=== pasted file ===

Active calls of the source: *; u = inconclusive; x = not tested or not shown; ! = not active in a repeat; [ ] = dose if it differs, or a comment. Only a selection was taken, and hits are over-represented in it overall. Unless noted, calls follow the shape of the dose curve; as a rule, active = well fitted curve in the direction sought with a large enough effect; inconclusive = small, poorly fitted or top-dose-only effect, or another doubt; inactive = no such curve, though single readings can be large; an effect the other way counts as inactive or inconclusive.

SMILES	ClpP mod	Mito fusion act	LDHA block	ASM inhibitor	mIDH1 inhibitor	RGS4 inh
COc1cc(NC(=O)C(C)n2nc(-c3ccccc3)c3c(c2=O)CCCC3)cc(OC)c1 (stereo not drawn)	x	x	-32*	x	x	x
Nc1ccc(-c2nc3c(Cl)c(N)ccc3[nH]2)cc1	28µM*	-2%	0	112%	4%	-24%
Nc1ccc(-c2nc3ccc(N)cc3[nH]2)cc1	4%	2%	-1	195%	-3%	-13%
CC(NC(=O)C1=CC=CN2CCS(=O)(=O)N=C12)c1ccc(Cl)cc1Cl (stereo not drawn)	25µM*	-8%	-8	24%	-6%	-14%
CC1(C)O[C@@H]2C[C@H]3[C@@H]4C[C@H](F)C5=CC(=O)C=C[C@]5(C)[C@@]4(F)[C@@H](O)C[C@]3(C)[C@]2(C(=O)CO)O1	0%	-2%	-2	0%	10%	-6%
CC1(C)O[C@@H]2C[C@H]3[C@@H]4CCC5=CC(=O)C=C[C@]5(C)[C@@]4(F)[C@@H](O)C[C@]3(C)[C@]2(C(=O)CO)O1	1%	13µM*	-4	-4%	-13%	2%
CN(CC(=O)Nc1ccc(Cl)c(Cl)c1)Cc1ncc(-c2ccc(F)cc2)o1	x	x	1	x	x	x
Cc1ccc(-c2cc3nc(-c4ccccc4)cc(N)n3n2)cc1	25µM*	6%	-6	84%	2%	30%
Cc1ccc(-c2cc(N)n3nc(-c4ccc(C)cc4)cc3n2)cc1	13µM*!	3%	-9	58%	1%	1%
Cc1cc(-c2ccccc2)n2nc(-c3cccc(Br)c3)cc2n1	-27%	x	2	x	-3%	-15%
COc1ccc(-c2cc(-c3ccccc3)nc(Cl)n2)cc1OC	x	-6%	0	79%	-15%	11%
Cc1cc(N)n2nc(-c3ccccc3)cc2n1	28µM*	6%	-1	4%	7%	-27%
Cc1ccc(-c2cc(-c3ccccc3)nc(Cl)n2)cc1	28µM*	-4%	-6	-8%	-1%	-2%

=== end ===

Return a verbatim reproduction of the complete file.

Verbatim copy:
Active calls of the source: *; u = inconclusive; x = not tested or not shown; ! = not active in a repeat; [ ] = dose if it differs, or a comment. Only a selection was taken, and hits are over-represented in it overall. Unless noted, calls follow the shape of the dose curve; as a rule, active = well fitted curve in the direction sought with a large enough effect; inconclusive = small, poorly fitted or top-dose-only effect, or another doubt; inactive = no such curve, though single readings can be large; an effect the other way counts as inactive or inconclusive.

SMILES	ClpP mod	Mito fusion act	LDHA block	ASM inhibitor	mIDH1 inhibitor	RGS4 inh
COc1cc(NC(=O)C(C)n2nc(-c3ccccc3)c3c(c2=O)CCCC3)cc(OC)c1 (stereo not drawn)	x	x	-32*	x	x	x
Nc1ccc(-c2nc3c(Cl)c(N)ccc3[nH]2)cc1	28µM*	-2%	0	112%	4%	-24%
Nc1ccc(-c2nc3ccc(N)cc3[nH]2)cc1	4%	2%	-1	195%	-3%	-13%
CC(NC(=O)C1=CC=CN2CCS(=O)(=O)N=C12)c1ccc(Cl)cc1Cl (stereo not drawn)	25µM*	-8%	-8	24%	-6%	-14%
CC1(C)O[C@@H]2C[C@H]3[C@@H]4C[C@H](F)C5=CC(=O)C=C[C@]5(C)[C@@]4(F)[C@@H](O)C[C@]3(C)[C@]2(C(=O)CO)O1	0%	-2%	-2	0%	10%	-6%
CC1(C)O[C@@H]2C[C@H]3[C@@H]4CCC5=CC(=O)C=C[C@]5(C)[C@@]4(F)[C@@H](O)C[C@]3(C)[C@]2(C(=O)CO)O1	1%	13µM*	-4	-4%	-13%	2%
CN(CC(=O)Nc1ccc(Cl)c(Cl)c1)Cc1ncc(-c2ccc(F)cc2)o1	x	x	1	x	x	x
Cc1ccc(-c2cc3nc(-c4ccccc4)cc(N)n3n2)cc1	25µM*	6%	-6	84%	2%	30%
Cc1ccc(-c2cc(N)n3nc(-c4ccc(C)cc4)cc3n2)cc1	13µM*!	3%	-9	58%	1%	1%
Cc1cc(-c2ccccc2)n2nc(-c3cccc(Br)c3)cc2n1	-27%	x	2	x	-3%	-15%
COc1ccc(-c2cc(-c3ccccc3)nc(Cl)n2)cc1OC	x	-6%	0	79%	-15%	11%
Cc1cc(N)n2nc(-c3ccccc3)cc2n1	28µM*	6%	-1	4%	7%	-27%
Cc1ccc(-c2cc(-c3ccccc3)nc(Cl)n2)cc1	28µM*	-4%	-6	-8%	-1%	-2%